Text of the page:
McGill-led EpiShare project named a 2019 GA4GH Driver Project

Published: 4 February 2019

EpiShare will join the Global Alliance for Genomics and Health (GA4GH) as a 2019 Driver Project. GA4GH, an international group of 22 leading genomic data initiatives, works collaboratively to develop and pilot standards for sharing genomic and health-related data.

“EpiShare represents a unique opportunity to contribute to the field of epigenomics by extending global standards and tools, which have so far been developed only for genetic and genomic information.” --Guillaume Bourque, Project Champion and Associate Professor of Human Genetics at McGill University.

The epigenome refers to the instructive layer of molecular annotations on top of the genome. The comprehensive analysis of the epigenomes of healthy and abnormal cells will facilitate new ways to diagnose and treat various diseases, and ultimately lead to improved health outcomes.

EpiShare will enhance the accessibility of epigenomic datasets by leveraging existing GA4GH tools and application programming interfaces, and proposing innovative new bioinformatics and policy tools for sharing epigenomic data.

“The public policy and ethical tools that will be implemented for EpiShare will promote responsible data-sharing practices and be of great interest for the GA4GH community,’’ says Yann Joly, Project Co-Champion and Research Director of McGill’s Centre of Genomics and Policy.


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The other newly added projects are: Human Heredity and Health in Africa (H3Africa), GEnome Medical alliance Japan (GEM Japan), European Joint Programme on Rare Diseases (EJP RD), Swiss Personalised Health Network (SPHN), EUCANCancer and the Autism Sharing Initiative.

The projects were reviewed by an External Review Committee (Chair: David Altshuler, Vertex Pharmaceuticals; Co-Chairs: Niklas Blomberg, ELIXIR, and Kym Boycott, CHEO) and unanimously approved by the GA4GH Executive Committee. The projects were selected according to three criteria: global representation, scientific merit, and capacity to contribute in-kind resources to GA4GH development efforts.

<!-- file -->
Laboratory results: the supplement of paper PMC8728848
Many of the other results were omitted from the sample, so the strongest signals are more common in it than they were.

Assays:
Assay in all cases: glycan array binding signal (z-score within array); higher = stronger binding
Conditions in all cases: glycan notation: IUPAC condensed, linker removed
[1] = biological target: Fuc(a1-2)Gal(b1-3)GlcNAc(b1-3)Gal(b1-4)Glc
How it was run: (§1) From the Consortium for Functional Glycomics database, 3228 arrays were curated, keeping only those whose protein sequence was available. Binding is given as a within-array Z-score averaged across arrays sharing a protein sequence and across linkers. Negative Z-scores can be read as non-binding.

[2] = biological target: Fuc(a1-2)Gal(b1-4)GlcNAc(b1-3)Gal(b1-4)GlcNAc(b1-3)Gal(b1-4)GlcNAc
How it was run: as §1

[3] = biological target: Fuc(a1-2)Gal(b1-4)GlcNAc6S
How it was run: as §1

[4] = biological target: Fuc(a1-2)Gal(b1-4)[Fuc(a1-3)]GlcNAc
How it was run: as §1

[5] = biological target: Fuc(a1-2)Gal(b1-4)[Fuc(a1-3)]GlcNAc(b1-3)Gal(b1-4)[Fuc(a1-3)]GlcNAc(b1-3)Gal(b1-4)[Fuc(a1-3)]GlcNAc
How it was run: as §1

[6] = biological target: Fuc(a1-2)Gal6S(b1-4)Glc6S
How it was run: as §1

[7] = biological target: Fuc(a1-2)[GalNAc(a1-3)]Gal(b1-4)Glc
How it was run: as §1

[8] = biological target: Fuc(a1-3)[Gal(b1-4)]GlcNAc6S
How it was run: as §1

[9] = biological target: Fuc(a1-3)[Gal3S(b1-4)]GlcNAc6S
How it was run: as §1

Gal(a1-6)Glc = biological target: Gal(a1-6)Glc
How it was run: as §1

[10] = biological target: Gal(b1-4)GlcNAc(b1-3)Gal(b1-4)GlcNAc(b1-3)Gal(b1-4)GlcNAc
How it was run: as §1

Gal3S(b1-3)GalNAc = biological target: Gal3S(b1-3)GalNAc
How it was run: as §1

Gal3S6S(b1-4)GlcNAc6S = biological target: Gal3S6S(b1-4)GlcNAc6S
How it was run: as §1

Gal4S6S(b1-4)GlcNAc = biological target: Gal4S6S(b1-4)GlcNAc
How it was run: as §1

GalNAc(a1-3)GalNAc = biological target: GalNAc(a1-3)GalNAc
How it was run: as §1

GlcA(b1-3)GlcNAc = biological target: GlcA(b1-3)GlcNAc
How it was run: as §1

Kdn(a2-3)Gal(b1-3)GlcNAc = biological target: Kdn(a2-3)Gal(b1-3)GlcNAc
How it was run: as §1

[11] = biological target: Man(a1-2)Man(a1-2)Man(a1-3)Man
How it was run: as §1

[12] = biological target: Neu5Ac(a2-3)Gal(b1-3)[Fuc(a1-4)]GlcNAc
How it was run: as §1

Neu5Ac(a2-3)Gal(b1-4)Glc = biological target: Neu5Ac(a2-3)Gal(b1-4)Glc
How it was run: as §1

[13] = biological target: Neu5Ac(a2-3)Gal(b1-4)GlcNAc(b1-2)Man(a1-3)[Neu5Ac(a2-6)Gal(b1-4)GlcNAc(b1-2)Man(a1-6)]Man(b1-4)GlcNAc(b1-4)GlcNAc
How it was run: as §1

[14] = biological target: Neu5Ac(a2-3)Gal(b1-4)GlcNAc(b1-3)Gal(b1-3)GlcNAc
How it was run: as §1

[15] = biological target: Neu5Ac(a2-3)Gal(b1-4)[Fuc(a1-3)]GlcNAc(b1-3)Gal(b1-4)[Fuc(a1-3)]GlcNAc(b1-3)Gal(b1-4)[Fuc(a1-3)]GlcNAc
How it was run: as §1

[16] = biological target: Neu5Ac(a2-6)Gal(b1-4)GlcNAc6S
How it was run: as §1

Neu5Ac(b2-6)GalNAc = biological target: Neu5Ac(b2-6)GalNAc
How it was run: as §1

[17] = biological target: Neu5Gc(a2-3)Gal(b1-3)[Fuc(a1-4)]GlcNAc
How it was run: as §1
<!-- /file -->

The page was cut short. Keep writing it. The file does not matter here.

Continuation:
“When we launched GA4GH Connect two years ago, I could only have hoped to reach the state we are in now, with global buy-in from some of the world’s most important genomics projects and a true mandate for GA4GH to help get data sharing off the ground in the near term,” said Ewan Birney, Director of EMBL-EBI and Chair of GA4GH.

“Together, the new projects significantly expand GA4GH’s global representation, strengthening our collaborations across Africa and Europe, as well as in Japan, and adding connections in 33 countries for a total of 99 across all Driver Projects,” said GA4GH CEO Peter Goodhand. “With these new projects, GA4GH now has strong direct engagement in 15 countries.”

EpiShare is an innovative open science project that, in collaboration with the International Human Epigenome Consortium (IHEC) and the Encyclopedia of DNA Elements (ENCODE), will enhance the accessibility of epigenomic datasets. EpiShare will offer methods and tools to easily and securely store, access, navigate and discover available datasets, and to launch multi-omics analyses on restricted (including controlled) access datasets. The project will also ensure that these tools are compliant with privacy legislation and meet high international ethical standards. EpiShare is partially funded by Genome Canada and Génome Québec, the Canadian Institute for Health Research and the Canadian Foundation for Innovation.

The Global Alliance for Genomics and Health (GA4GH) is an international, nonprofit alliance formed in 2013 to accelerate the potential of research and medicine to advance human health. Bringing together 500+ leading organizations working in healthcare, research, patient advocacy, life science, and information technology, the GA4GH community is working together to create frameworks and standards to enable the responsible, voluntary, and secure sharing of genomic and health-related data. All of our work builds upon the Framework for Responsible Sharing of Genomic and Health-Related Data.


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